Sampling faecal DNA from unknown individuals: a field test

The feasibility of the method developed using known samples was assessed using samples of unknown origin collected in the field. New Zealand Department of Conservation (DOC) staff and contractors conducting routine faecal pellet counts [42], [43] were provided with sampling kits and instructed how to swab freshly deposited faecal pellets. The DOC is the primary government agency that monitors and manages the conservation impacts of wild ungulates in New Zealand. All field sampling was conducted during the 2012/13 austral summer. The 95 faecal DNA samples collected by DOC staff were analysed as above, except that 10% of all HRM amplified products were subjected to dye-terminator sequencing using primer 12S-FWmod to check the accuracy of the HRM analysis. Incongruent results from the PCA analysis and the difference melt graph were also subjected to dye-terminator sequencing. PCR products of samples with a threshold cycle value (Cq) [44] (i.e. the cycle in which they reach the detection threshold) >30 were also sequenced. Sequencing products were run in a 3130xl Genetic Analyser and identified using the Geneious custom blast tool with the 12S-rRNA tissue reference sequences as reference database.


Mitochondrial reference sequences

All 10 ungulate species were sequenced (Table 1), except white-tailed deer for COI, and species consensus sequences were aligned for each of the three genes (Files S13). The COI gene alignment length of nine species was 678 bp, of which 481 (70.5%) were identical between species (GenBank Accessions: KF317902-KF317915). The alignment length of the CYTB gene was 405 bp, from which 287 (70.9%) were identical (GenBank Accessions: KF317916- KF317929); the 12S alignment was 674 bp long with 527 identical sites (78.2%) (Genbank Accessions: KF317930- KF317938).

In all genes sequenced, four out of the 10 sika deer individuals showed identical nucleotide composition to red deer sequences. The other six individuals were all the same haplotype, with one close to C. nippon yesoensis and C. nippon centralis (from the main Japanese islands of Hokkaido and Honshu) according to the CYTB phylogenetic tree (built using PhyML for Geneious Neighbour-Joining TN93) and Kuwayama and Ozawa [45].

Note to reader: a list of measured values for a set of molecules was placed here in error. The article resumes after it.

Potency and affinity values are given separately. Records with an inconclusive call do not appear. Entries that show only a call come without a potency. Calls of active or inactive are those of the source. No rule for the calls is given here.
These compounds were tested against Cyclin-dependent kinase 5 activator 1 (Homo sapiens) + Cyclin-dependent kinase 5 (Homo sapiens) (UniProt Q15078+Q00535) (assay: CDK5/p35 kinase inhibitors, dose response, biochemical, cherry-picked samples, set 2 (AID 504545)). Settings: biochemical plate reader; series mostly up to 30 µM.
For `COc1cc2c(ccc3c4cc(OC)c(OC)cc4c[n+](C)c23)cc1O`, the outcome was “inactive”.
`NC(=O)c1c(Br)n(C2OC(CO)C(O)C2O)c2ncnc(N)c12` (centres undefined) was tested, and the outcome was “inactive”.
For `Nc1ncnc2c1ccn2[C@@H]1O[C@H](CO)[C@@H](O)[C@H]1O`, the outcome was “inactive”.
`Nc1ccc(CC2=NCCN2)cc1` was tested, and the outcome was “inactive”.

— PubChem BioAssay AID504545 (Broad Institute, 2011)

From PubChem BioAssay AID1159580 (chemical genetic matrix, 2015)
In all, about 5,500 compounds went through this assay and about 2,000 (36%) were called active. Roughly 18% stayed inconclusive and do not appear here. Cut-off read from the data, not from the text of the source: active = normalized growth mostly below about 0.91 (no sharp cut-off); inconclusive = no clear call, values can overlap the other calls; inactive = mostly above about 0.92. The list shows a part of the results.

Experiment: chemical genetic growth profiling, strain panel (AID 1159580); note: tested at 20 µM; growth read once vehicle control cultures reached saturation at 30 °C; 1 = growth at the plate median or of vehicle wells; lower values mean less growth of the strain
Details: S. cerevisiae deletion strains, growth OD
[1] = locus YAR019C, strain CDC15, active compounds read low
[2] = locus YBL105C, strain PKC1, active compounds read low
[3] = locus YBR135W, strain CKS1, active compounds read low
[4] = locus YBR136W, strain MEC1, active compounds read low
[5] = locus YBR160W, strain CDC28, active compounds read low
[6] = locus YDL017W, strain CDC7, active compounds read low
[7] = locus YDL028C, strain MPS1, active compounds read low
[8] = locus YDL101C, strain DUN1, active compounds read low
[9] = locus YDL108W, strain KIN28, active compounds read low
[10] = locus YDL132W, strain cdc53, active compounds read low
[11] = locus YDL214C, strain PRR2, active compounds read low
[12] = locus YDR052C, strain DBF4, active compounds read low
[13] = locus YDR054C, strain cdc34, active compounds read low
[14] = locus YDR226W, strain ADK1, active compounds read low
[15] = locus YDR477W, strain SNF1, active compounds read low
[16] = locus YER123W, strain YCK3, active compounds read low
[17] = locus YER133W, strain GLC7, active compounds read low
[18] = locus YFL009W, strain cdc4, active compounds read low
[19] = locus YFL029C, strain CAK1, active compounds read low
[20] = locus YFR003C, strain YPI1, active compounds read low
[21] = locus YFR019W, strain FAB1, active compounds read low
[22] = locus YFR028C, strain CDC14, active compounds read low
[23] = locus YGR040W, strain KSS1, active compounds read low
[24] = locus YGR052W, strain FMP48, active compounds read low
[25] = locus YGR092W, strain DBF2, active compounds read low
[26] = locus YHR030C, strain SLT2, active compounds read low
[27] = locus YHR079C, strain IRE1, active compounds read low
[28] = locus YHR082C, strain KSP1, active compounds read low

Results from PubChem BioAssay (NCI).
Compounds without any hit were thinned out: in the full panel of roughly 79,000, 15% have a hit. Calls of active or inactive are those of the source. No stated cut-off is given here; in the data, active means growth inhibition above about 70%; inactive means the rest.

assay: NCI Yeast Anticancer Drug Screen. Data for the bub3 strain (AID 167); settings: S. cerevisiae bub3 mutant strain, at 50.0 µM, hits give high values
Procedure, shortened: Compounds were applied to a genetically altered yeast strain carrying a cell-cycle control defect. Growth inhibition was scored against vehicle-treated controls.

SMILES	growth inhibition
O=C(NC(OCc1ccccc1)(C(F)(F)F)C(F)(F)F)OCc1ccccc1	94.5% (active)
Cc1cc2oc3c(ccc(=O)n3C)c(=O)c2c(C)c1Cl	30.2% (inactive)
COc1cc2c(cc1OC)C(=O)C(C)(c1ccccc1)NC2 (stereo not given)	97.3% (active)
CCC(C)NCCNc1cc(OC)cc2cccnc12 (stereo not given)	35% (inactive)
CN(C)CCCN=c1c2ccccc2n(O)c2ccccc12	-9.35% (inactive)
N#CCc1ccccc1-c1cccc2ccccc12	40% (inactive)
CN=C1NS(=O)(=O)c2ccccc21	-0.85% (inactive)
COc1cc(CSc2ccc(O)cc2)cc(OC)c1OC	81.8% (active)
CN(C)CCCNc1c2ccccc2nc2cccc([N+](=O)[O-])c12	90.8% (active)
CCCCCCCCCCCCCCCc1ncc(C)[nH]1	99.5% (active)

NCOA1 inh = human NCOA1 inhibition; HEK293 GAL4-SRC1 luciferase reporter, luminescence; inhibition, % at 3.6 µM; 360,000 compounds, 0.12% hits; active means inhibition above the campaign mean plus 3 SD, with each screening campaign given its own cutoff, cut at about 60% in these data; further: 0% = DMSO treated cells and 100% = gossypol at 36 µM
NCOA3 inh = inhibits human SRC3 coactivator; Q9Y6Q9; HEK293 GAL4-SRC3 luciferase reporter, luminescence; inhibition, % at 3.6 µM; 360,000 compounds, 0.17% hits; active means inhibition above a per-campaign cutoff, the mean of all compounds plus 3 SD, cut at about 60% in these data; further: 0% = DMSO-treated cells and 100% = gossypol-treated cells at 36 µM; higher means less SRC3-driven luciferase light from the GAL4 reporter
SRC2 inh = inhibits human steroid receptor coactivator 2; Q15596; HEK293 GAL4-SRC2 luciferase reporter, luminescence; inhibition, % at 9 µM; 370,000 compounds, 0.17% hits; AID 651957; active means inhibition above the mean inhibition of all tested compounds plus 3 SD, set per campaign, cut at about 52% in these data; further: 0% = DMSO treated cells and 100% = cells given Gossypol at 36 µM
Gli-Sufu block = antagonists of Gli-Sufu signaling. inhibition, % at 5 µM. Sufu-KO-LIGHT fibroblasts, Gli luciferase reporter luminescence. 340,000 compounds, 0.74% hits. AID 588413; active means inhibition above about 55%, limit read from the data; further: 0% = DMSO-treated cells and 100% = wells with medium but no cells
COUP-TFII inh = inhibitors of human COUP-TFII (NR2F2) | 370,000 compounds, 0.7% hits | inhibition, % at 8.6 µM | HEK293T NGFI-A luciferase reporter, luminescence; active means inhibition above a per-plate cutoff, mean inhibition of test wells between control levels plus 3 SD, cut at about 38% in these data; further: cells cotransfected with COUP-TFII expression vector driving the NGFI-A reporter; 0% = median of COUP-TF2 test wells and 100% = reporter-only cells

HRM analysis of known samples

All species were distinguishable by their 12S species-specific fragment melting behaviour (Fig. 2). Ungulate mitochondrial DNA was obtained from 100% of the known-species samples, with only 2.2% of miscalled replicates in the PCA and 1.1% in the HRM genotyping analysis that were readily corrected by eye when checking the difference plot in the normalised melt graph generated in the Rotor-Gene Q series software. All samples were then correctly identified with an average confidence in the HRM genotyping analysis of 85.62%. Despite the observed divergence in the genotyping confidence for some species (Table S2), there was no obvious intraspecific variation in the melting curves. The two feral goat haplotypes found within the 12S HRM-PCR target region were correctly identified.

Figure 2. High resolution melting analysis of a fragment of 12S rRNA.

Curves of positive controls of all 10 ungulate species in a normalised melting curve graph (left) and an example of a difference graph of the normalised melting curves (right) minus fallow deer. Each curve is the mean of the technical replicates of that species included in the positive controls.

Ungulate DNA was also obtained for 100% of the blind trial samples. Of the 42 blind samples, 39 (92.86%) were initially accurately identified and the other three showed discrepancies in one of their technical replicates between the HRM genotyping results and the PCA (3.61% of the total number of replicates) that were also corrected by checking the difference plot. Consequently, all blind trial samples were identified as their predicted species with an average of 82.8% confidence in the HRM genotyping analysis (Table S2).

HRM analysis of unknown samples